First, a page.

- Selective amnesia – you can only recall small parts of the traumatic event that took place in a defined period of time.
- Generalised amnesia – you cannot remember any part of your past life. This is a rare form of amnesia.
- Systematised amnesia – you may have a very particular and specific memory loss; for example, you may have no recollection of one relative.
3) Depersonalisation and Derealisation Disorder
Depersonalisation – You feel as though you are disconnected from parts of your body and mind. You observe actions, feelings/emotions, thoughts and self from the outside. In severe cases you may have trouble recognising familiar places, people or objects.
Derealisation – This involves detachment and a dreamlike feeling that the world is unreal and that people and things going on around you are functioning very slowly or at high speed.
How Are Dissociative Disorders Diagnosed?
Diagnosis usually involves a physical examination, assessment of symptoms, looking at your medical history and ruling out medical conditions that could cause the symptoms. This is initially undertaken by a GP who will then refer you to a mental health professional who will carry out a full assessment and testing.
During the assessment, you will be asked how you are feeling, if you have been prescribed medication or if you take recreational drugs (some can cause dissociative disorders) and whether you have had any traumatic experiences in the past. In order for a correct diagnosis to be made and for you to get the right treatment, help and support that you need, it is important for you to be honest and not feel embarrassed or ashamed.
Treatment For Dissociative Disorders
Talking therapies are often recommended for dissociative disorders. Counselling or Psychotherapy will help you to cope with your thoughts, feelings and behaviours as well as the underlying cause(s) of your symptoms (i.e. the traumatic event(s) in your life) when the time is right – helping you to understand why you dissociate as a coping mechanism. You will be helped to form new ways of coping with stressful circumstances. When you have your own toolkit and have a good, trusting relationship with your therapist, they will support you to explore your trauma in a safe space.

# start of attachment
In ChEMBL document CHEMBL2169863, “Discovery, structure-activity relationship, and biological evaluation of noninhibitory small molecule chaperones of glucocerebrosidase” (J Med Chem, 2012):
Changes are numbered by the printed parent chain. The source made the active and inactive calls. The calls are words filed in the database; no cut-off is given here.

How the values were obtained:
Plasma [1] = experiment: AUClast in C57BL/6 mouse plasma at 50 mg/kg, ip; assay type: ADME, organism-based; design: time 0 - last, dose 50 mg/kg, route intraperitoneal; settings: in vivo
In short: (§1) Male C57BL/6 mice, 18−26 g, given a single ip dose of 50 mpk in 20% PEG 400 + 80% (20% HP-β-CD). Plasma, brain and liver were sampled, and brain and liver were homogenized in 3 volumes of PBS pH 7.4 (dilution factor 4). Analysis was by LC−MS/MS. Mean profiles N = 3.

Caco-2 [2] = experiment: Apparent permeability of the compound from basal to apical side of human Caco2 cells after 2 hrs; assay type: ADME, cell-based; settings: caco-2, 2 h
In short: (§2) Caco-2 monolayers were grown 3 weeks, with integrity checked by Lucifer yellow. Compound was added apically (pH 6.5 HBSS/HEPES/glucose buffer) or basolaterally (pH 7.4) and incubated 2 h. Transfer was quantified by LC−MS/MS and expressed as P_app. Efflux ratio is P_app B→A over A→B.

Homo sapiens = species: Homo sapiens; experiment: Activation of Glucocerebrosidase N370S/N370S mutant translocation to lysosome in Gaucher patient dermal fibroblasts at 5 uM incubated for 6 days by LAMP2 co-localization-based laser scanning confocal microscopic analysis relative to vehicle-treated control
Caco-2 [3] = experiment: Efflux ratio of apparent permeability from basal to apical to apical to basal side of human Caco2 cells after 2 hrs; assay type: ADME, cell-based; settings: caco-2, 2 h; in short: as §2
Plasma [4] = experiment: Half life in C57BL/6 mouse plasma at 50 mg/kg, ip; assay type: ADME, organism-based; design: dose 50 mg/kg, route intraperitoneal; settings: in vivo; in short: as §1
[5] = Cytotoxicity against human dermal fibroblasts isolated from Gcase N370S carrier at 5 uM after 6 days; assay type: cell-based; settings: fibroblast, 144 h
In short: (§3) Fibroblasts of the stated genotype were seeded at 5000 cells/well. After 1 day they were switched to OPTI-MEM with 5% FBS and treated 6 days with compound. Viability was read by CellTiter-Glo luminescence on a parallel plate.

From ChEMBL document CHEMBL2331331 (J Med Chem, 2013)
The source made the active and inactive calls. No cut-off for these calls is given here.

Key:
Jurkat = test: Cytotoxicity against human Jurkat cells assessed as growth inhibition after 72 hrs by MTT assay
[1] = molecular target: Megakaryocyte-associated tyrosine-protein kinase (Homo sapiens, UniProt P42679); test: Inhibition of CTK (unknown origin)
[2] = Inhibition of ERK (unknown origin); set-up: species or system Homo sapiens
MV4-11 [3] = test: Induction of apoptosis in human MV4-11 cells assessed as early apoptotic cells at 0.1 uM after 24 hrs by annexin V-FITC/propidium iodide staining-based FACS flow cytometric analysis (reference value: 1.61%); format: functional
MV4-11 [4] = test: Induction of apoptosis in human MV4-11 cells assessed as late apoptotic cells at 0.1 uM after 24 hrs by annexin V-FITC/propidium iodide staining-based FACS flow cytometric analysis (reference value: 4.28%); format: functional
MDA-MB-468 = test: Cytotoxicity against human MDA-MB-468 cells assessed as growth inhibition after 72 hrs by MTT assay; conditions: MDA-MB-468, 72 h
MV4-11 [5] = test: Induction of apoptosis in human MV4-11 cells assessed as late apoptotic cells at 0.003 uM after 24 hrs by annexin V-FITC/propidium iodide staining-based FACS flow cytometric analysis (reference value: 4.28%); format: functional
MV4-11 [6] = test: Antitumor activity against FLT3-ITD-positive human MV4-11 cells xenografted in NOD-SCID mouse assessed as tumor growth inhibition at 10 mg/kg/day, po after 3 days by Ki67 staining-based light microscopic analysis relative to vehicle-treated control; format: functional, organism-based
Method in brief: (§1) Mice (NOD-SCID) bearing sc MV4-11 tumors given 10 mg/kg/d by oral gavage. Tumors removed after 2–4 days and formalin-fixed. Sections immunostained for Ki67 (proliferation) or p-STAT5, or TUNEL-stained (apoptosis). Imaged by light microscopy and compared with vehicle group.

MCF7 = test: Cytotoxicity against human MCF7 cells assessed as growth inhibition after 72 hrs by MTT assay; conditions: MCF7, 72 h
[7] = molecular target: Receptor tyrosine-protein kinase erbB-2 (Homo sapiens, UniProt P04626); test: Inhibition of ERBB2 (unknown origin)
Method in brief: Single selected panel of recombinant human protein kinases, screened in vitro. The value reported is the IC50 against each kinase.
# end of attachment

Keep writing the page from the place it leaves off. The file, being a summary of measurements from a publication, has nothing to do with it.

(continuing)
There are no medications that specifically treat dissociative disorders although you may be prescribed antidepressants, anti-anxiety medications or antipsychotic drugs to help control some of the symptoms associated with dissociative disorders.
Self Help For Dissociative Disorders
- Keep a journal. This will help you to remember any gaps in your memory – improving the connections and awareness between different parts of your identity
- Practise visualisations – Imagine and visualise places and situations when you can relax and feel safe
- Wear a watch – pick one which not only tells you the time but the date as well
- Keep a list of contact details for family, friends and professionals – you may like to save a photo of them and a few facts about them too
- Attend all appointments with your therapist
- Join a support group, online or offline
- Do some grounding exercises such as:
– Holding something and trying to focus on the touch and the texture of the item also helps with feeling grounded. (A lot of our clients use crystals)
– Listening to the sounds around you
– Wrapping yourself in a blanket and feeling it around you. You may like to try a weighted blanket for extra security
- Use mindfulness techniques, meditation, yoga or other forms of exercise designed to help manage stress and reconnect with your body
- Eat a balanced and nutritious diet
- Establish a good sleep routine
- Make a personal crisis plan which will come into action if you are not well enough to make decisions about your treatment or other aspects of your life.
It is possible to make a full recovery from dissociative disorders with holistic, tailored treatment and support.